Great Tips For Shallow Frying Your Food

Shallow-frying includes sauting, sweating and stir-frying. A frying pan is usually chosen for shallow-frying, but for large quantities some kitchens use a shallow tilting pan or brat pan. Good shallow-frying requires complete attention and skilled heat control. Because a small amount of frying medium is used in relation to the quantity of food being fried, the food may be easily burnt or poorly cooked.


1.Single portions of tender cuts of fish, meat and poultry are suitable for shallow-frying.

2.Food should be seasoned and sometimes coated with flour, crumbs or egg coating before shallow-frying.

3.Warm the frying pan and add the frying medium (fat or oil). A mixture of butter and oil is recommended. Butter gives flavour and aids browning, while the oil can take the heat and reduces the risk of burning.

4.It is essential to heat the frying medium before adding the food. The medium must be very hot in order to seal meat pieces before the juices run; otherwise the meat will be boiled. If the food is crumbed, the medium must be hot enough to seal the outside to prevent absorption by the crumbs. The heat must then be lowered to finish cooking at the point when the crumbs become golden brown.

5.When the top of the food is seen to be slightly moist, it is apparent that the heat has penetrated and it is time to turn the food over.

6.Eggs and fish require a moderate heat to cook evenly without burning at the edges.

7.Always place fish or crumbed foods best side down, so that after turning them halfway through cooking the best side is uppermost and ready to be presented when cooking is completed.

8.Drain off all of the frying medium before dressing the food on serving dishes. (Clean absorbent paper can be used for this process.)


Saute comes from the French word meaning jump and refers to food tossed over and over in a frying pan to seal or brown it evenly on all sides. Very little oil or butter is used. The pan must be preheated and the frying medium sizzling before the food is put in. The saute must then proceed quickly until it is finished. A good heat and speed is the essence of sauting.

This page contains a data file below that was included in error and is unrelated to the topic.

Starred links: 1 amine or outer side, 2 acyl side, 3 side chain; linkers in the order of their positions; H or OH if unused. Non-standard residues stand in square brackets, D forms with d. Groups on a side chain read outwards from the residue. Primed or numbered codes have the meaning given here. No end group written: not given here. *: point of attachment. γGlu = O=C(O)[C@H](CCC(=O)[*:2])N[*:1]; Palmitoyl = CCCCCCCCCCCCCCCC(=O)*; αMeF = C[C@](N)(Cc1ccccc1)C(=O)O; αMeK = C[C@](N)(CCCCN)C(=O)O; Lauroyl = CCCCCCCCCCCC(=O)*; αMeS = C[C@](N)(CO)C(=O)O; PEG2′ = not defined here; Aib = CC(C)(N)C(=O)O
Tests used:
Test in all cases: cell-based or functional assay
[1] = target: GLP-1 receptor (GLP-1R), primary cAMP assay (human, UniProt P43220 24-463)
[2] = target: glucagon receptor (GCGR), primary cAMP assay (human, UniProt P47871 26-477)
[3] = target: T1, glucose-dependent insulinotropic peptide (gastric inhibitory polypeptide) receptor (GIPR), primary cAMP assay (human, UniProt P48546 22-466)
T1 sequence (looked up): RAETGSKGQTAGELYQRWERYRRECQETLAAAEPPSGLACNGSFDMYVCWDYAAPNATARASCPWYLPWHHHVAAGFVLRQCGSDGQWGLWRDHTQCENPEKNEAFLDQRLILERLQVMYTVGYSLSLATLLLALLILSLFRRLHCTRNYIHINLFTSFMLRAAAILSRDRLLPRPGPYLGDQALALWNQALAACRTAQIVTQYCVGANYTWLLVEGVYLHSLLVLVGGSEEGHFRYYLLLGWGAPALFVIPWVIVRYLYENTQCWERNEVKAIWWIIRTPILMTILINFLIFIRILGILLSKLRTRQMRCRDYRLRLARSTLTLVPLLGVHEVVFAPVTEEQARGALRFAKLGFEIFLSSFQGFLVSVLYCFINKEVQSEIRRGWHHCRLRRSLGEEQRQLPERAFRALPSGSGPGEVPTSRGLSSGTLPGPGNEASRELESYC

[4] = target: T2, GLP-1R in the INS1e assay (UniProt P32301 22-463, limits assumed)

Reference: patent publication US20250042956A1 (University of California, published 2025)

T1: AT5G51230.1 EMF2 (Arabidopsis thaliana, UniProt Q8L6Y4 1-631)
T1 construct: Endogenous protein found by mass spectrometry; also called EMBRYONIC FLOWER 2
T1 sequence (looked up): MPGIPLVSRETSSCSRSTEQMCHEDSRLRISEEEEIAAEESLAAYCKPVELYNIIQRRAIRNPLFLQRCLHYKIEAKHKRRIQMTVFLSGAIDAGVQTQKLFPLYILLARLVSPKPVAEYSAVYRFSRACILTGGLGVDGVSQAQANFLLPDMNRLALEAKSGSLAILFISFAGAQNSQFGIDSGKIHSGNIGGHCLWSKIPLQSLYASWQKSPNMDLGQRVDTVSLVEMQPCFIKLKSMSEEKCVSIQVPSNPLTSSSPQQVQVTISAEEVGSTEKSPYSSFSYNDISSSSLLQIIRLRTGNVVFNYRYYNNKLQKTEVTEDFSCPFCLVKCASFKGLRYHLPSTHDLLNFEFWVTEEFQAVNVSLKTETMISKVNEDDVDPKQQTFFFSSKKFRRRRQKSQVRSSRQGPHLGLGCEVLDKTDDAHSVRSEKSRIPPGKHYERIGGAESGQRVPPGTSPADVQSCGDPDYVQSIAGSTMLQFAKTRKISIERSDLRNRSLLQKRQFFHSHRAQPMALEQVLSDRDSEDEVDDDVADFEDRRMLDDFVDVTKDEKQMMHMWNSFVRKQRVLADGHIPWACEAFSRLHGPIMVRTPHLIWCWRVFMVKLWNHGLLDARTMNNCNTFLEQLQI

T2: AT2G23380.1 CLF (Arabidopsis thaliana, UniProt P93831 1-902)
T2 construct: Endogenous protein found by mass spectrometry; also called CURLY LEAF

The saute is usually only part of the preparation of the dish. It may be done to seal or brown meat, to heat cooked meat or fish, or to mix or coat vegetables. The pan residue from sauting meat or fish is often used in the sauce for the dish. By contrast, shallow-frying usually involves complete cooking of the food.


Vegetables are said to be sweated when they are shallow-fried without taking colour. The process is often applied to onions and some other vegetables, which are literally made to sweat in butter and oil. The object of sweating vegetables is to drive off some of the moisture and to partly cook them.

Some of the subtle flavours are also given up to the frying medium that is then used in the preparation of the dish. It must be noted that fat absorbs flavours well. Sweating requires a moderate amount of fat and gentle heat. The food must be stirred frequently to prevent browning and ensure even cooking.

Users Reading this article are also interested in:
Top Searches on Food Guide:
Frying Pan Best Frying Oil
About The Author, Mick_reade
Mick Reade has been working as a chef in Australia for over 10 years, in a variety of different types of kitchens all across the country, and now helps teach others how easy it can be to cook healthy delicious food. For a free cookbook, check out